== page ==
The Maui Sails MS2 8.5(3 cams) would rig on your 490 mast and provide some serious power out of the hole as well as stability at higher speeds. Compared to your Matrix(also a Spanier sail), you will think this sail is the cat's meow.

The only question you need to ask about any/all of the sails mentioned previously, as well as the MS2, is the compatablility of your mast bend characteristics to the specs for the sail. Sometimes the sail/mast match can mean a huge difference in feel and performance.

M2-cents worth.

DaveQ

Guest
5th June 2007, 01:26 AM
Anything bigger than 8 metres; especially for a big bloke ; needs cams.
Gaastra GTX is fantastic.Cant see how a no-cam could be any better; even rigging and handling.It never gets backhanded (Or by time it is doing you are on a 2 metre smaller rig (or should be)
Has a massive wind range and really is as easy as a no-cam to rig. (Its actually easier than my NP Sabers and Searches (with their tiny luff tubes)
Forget the no-cams except under 6.5 !B)

Guest
5th June 2007, 01:47 AM
As well as the sails mentioned above, the Tushingham Lightning 9.4 rigs on a 490 and cannot be faulted in it's tuning range. It is also very easy to rig. I can rig one as fast as a no cam sail.

Guest
6th June 2007, 08:28 AM
I would also add my vote to the GTX or mauisails MS-2 over a no cam sail.

LK
6th June 2007, 03:30 PM
Hi

choise of sail type also depends on wind and water konditions.
Stabel side and onshore no cam is fine. When sailing in gusty unstabel offshore, a camed sail is better IMO. There you choose 1/2 ti 1 m2 bigger to keep speed and upwindability in the holes. so a camed freerace or race sail is better.

Dont forget the Severne Overdrive (3 cam), it is a very easy rigged sail, super tunable, light feeling. 4 roller downhaul system, I can easy overdownhaul my 8,5 with bare hands. Put in the mast, pop cams on, downhaul to specs., ready to go.
I would choose a new GTX or Owerdrive(works fine with 70% carbon masts).
The right mast and adj. outhaul is a must in these sizes, dont wast money and time on compromises.


Cheers

Guest
6th June 2007, 05:11 PM
And how about North Sails DAYTONA 2007 10.0 ?? http://www.north-windsurf.com/sails/daytona

I just got a deal on this sail. It rigs on a 490/28-32 (with a NS carbon extender) which means that, like with Retro, I won't need a new mast and has cams, true, but NS's new HYPER.CAMS system promises easy rigging(?). Plus I like the brand and I wouldn't have to buy it in another country (support).
On the other hand it does not quite look like a beginner sail...

So what do you think? Should I go for NS Daytona or get Retro (for the same money)? How does these two compare?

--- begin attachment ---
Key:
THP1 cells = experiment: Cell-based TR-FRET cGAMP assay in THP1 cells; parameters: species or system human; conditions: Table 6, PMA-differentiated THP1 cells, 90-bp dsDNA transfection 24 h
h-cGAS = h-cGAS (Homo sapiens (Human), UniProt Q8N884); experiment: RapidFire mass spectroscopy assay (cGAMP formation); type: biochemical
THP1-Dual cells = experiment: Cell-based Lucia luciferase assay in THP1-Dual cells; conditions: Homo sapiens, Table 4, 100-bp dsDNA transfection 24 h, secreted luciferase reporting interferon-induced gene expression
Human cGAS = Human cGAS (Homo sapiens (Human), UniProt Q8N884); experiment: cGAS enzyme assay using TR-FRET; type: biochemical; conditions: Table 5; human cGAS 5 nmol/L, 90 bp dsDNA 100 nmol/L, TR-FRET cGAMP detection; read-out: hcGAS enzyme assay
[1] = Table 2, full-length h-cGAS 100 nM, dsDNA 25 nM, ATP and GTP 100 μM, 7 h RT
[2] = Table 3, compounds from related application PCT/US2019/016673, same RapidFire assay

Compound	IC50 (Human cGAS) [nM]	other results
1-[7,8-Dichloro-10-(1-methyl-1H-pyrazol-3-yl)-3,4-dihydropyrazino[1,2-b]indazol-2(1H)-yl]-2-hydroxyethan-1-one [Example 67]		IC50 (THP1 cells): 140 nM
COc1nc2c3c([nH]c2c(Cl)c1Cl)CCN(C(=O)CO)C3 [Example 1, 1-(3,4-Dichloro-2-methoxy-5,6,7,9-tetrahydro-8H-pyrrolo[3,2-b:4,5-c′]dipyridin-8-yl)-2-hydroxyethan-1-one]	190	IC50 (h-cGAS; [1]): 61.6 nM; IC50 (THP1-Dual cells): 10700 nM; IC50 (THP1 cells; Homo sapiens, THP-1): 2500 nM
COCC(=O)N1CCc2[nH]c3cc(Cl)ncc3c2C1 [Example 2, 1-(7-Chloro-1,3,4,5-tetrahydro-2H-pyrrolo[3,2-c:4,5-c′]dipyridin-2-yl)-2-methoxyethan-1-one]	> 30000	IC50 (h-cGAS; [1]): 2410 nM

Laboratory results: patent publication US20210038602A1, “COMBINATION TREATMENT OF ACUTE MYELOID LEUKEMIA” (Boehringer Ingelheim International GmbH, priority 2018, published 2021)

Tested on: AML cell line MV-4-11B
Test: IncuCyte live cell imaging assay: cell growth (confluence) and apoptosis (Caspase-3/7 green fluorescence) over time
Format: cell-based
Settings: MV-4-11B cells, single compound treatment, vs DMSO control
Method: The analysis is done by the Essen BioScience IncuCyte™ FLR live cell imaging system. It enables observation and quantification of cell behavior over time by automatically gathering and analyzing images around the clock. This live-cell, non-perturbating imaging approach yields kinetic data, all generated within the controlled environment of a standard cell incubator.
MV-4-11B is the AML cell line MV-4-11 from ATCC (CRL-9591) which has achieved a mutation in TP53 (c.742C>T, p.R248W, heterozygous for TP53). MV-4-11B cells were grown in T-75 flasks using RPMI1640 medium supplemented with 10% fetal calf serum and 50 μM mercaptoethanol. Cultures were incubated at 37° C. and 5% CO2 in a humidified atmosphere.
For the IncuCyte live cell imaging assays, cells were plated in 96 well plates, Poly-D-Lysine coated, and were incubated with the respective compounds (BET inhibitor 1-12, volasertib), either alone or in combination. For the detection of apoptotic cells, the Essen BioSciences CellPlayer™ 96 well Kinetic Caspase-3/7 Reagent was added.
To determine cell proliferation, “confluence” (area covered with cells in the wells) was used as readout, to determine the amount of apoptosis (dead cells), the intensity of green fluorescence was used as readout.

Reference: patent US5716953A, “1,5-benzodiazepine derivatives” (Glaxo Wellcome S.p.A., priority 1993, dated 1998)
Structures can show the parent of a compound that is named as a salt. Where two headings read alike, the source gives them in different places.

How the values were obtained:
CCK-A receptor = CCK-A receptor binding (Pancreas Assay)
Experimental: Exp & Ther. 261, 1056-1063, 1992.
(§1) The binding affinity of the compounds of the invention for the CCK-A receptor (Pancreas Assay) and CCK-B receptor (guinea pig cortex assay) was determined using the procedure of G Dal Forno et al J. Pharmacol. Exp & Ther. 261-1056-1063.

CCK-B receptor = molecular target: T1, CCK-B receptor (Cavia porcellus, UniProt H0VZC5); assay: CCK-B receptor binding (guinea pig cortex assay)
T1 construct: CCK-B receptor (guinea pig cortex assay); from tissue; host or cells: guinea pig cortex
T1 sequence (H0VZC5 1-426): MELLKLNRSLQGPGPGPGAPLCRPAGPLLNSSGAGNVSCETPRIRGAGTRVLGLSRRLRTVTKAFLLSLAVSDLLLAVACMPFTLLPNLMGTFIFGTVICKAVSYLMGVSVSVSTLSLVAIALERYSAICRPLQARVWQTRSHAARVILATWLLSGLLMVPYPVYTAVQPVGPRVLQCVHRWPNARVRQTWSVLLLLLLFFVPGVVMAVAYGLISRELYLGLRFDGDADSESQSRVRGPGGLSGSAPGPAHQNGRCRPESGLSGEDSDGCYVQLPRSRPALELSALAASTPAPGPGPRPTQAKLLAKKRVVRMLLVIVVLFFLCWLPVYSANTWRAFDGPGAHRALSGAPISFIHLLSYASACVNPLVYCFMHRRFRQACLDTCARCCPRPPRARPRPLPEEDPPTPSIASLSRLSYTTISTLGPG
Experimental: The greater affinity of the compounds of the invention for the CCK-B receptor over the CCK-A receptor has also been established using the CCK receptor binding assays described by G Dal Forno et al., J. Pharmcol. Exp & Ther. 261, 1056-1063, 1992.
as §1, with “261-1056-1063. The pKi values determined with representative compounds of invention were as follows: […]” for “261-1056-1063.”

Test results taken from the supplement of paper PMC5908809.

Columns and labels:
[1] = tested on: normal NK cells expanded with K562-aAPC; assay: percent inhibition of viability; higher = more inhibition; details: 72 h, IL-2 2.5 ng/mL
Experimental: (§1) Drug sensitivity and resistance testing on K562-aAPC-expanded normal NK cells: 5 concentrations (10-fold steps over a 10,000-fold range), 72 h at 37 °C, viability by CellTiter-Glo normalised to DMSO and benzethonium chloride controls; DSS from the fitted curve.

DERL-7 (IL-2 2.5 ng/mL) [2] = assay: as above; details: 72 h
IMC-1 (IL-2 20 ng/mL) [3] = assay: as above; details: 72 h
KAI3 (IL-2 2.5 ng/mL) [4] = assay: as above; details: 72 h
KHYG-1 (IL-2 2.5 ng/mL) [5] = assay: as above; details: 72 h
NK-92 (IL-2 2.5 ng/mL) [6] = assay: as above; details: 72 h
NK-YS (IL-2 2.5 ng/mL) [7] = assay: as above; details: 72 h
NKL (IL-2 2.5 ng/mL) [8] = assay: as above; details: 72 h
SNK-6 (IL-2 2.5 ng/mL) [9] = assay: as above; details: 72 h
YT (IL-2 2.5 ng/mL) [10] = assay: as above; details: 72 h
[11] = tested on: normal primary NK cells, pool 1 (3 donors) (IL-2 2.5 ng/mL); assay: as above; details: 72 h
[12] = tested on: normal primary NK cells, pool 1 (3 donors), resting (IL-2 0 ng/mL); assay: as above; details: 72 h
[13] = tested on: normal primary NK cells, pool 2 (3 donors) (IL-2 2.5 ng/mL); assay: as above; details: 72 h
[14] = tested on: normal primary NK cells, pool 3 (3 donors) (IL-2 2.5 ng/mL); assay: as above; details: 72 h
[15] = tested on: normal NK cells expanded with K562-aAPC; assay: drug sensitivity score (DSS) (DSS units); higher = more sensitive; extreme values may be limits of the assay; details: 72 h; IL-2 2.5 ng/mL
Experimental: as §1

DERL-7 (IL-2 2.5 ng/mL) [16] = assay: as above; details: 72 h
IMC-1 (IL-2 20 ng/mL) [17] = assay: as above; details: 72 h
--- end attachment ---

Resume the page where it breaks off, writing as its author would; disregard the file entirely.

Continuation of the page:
Can't wait your opinions.

-marek

Screamer
7th June 2007, 09:26 PM
Hey Guest
I haven't used a 10m Daytona, but I've used 9.0 a lot. Carbon xTender is maybe a nice try (with regard to quiver planning, spending less on masts, etc), but it doesn't work very well. That's not only my opinion, other sailors confirmed that Daytonas work much better on longer stiffer masts.
That said, I like Daytona very much, it's not a beginner's sail, but it handles better than a Warp and the cam rotation is the best I've ever seen.

Guest
8th June 2007, 06:25 PM
Go for:

Challenger Fluido 9.8 no cam sail that is made for 490 mast.

http://www.challengersails.com/web2007/en/fluido.html

A great sail. I recommend it strongly!

Cheers

Guest
12th June 2007, 11:58 AM
QUOTE: "Carbon xTender is maybe a nice try but it doesn't work very well."

Why ... I have a Platinum Xtender with a 460 mast and it is awesome. I cannot tell any difference at all. For what do you think that it doesnt work very well?

Screamer
13th June 2007, 12:08 AM
Well something's wrong if can't tell absolutely no difference. Have you tested it side by side against longer mast? I have, I really gave it a try (Daytona 9.0). Maybe it's working better for lightweight sailors, I don't know. Many sailors confirmed what I've found, check the archives if you're interested (mark h, ola, roger, etc).

o2bnme
13th June 2007, 04:00 AM
I just spent an hour fixing one of the cambers and the batten in my 9.8 cam sail. While doing the repair I kept weighing the benefits of the cams. All my other sails are cam-less. But, I'm pretty sure when I replace this sail I'll get another cam model. I will test a 10.0 Retro before I make any final decisions, but I like the low end grunt I get with the cams... and the high wind stability.

I find it to be a tough decision for me. I know I would be happy with either.

Guest
13th June 2007, 06:13 AM
Guys,

I got 2007 Daytona 10.0 the other day. I sailed it a couple of times (low wind + few stronger gusts).